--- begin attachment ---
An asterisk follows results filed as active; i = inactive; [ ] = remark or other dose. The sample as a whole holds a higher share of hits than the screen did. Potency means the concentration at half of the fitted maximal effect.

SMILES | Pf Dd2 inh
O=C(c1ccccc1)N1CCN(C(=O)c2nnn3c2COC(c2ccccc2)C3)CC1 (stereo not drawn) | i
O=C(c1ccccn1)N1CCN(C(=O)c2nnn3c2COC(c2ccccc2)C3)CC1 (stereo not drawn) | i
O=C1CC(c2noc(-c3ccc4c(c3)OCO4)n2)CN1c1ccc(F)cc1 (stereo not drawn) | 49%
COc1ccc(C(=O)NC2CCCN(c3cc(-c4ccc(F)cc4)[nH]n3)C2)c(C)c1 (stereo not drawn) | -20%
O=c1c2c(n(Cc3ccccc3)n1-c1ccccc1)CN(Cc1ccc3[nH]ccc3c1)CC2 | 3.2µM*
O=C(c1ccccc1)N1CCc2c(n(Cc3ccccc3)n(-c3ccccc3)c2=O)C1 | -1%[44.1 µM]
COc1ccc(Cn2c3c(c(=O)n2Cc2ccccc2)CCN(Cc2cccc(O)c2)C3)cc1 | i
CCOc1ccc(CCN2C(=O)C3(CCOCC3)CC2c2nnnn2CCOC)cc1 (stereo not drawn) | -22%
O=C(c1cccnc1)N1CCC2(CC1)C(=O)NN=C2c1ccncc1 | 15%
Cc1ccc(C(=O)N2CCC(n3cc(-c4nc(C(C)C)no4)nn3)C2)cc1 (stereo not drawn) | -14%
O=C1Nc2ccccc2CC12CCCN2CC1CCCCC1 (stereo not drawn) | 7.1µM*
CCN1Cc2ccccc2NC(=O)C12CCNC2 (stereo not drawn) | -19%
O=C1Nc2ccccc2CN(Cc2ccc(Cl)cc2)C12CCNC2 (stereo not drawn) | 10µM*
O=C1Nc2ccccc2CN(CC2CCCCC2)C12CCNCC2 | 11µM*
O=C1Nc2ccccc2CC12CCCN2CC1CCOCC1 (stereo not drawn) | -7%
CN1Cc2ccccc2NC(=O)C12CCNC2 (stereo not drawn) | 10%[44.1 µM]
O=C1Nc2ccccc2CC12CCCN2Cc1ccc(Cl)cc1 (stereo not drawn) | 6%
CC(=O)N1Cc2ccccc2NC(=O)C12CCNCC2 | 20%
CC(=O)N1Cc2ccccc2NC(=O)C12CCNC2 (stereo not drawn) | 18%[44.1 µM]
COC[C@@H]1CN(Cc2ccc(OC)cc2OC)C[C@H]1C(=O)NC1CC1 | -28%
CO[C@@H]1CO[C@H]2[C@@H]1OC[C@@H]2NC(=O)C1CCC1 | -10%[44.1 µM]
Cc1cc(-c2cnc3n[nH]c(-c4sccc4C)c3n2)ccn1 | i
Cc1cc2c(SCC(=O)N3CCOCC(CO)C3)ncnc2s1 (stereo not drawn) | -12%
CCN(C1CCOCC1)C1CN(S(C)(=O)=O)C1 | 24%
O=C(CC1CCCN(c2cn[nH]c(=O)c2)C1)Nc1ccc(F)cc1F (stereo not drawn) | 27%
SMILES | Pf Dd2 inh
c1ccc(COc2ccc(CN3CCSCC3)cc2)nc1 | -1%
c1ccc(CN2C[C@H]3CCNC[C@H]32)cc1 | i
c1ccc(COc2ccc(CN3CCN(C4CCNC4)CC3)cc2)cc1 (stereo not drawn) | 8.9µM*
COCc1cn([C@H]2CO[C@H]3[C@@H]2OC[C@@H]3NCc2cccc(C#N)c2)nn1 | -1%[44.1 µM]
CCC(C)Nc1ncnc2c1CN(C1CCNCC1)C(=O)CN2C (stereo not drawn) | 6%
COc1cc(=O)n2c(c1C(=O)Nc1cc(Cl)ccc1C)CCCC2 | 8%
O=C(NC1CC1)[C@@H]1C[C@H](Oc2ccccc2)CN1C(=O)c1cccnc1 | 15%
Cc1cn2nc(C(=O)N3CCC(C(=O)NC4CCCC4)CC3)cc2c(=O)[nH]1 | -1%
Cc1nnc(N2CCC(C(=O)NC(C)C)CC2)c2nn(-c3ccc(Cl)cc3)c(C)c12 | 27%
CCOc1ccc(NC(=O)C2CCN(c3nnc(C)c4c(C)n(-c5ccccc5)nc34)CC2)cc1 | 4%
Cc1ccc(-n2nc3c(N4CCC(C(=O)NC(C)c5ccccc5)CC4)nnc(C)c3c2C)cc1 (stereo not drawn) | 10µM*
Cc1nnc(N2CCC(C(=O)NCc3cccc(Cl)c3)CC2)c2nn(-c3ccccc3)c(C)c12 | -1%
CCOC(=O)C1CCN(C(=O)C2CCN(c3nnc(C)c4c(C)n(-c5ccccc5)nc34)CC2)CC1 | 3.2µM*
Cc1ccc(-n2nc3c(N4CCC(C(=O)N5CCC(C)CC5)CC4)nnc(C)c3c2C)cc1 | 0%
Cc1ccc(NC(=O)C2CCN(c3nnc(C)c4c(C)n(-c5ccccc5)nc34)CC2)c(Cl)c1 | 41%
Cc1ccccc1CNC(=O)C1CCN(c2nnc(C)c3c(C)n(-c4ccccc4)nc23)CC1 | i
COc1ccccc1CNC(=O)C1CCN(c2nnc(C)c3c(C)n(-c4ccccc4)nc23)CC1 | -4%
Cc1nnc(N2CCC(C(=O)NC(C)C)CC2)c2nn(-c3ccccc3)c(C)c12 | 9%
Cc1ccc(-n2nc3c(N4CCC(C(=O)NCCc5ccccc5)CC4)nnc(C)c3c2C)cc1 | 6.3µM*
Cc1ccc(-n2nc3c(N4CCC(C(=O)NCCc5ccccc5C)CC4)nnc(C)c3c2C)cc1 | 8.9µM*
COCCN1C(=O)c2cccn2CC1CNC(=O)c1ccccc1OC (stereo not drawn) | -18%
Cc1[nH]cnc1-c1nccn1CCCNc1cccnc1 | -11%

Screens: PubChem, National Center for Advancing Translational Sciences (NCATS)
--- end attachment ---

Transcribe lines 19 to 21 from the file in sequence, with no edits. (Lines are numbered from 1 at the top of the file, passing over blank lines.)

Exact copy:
O=C1Nc2ccccc2CC12CCCN2Cc1ccc(Cl)cc1 (stereo not drawn) | 6%
CC(=O)N1Cc2ccccc2NC(=O)C12CCNCC2 | 20%
CC(=O)N1Cc2ccccc2NC(=O)C12CCNC2 (stereo not drawn) | 18%[44.1 µM]